Live entertainment gigs are perhaps some of the most thrilling experiences that one can hope to attend. After all, nothing quite beats being able to witness your favourite artists up close in person, while sharing in the buzz of excitement brought on by other concert-goers alike. However, fans of Cantopop boy band MIRROR were left horrified after tragedy suddenly struck mid-way during one of their live performances yesterday (July 28th 2022) evening.
Massive LCD screen falls and crushes dancer during Hong Kong concert
According to The Hong Kong Free Press, the concert had been held at Hong Kong’s historic Hung Hom Coliseum arena as part of a string of 12 shows. Video footage of the shocking incident show how the massive LCD screen had come loose from its mountings from the ceiling, before tilting at an angle and crashing down onto a group of male dancers below.
One corner of the screen appears to have struck a dancer directly over his torso and face, before toppling over onto another dancer. Production crews were quick to cut power to the lights just seconds after the calamity took place. Crowds were immediately instructed to exit the arena space.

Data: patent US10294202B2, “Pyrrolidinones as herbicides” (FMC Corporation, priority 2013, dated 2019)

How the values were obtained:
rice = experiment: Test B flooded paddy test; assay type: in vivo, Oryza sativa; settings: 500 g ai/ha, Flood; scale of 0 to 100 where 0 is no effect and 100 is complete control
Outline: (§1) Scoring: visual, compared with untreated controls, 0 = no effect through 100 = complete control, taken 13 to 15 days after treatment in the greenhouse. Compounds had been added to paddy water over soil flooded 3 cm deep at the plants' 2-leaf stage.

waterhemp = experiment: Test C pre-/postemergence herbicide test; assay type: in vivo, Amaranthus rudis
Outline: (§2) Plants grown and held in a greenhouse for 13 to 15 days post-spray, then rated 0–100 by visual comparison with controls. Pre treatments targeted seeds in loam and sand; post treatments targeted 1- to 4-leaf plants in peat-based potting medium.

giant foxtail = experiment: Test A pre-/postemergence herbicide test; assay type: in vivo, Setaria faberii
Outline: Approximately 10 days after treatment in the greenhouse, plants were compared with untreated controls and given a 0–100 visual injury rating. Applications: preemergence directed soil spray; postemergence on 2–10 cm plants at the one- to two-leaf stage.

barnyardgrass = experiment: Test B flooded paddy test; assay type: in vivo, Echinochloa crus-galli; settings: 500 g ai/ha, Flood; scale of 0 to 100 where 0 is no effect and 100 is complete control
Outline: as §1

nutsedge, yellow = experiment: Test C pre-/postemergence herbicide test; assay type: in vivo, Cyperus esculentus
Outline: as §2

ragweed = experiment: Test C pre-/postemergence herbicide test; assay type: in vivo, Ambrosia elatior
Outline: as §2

One dancer remains in critical care
As many as five people were believed to be injured as a result of the incident, with Hong Kong police confirming that two have been hospitalised. One dancer remains in critical condition at the intensive care unit of the Queen Elizabeth Hospital, while the other is now in stable condition. A number of female fans present had also received treatment for shock.
Presently, the tour’s remaining dates are now put on hold by Hong Kong government officials pending safety checks at all the other concert venues.
Hong Kong city’s latest Chief Executive, Mr John Lee Ka-chiu, has expressed his shock over the incident.
“I express sympathy to those who were injured and hope that they would recover soon,” he adds.
MIRROR is considered to be one of Hong Kong most eminent pop bands. Formed in 2018, they have been credited with a new resurgence of interest in Cantopop music, otherwise known as Cantonese pop music.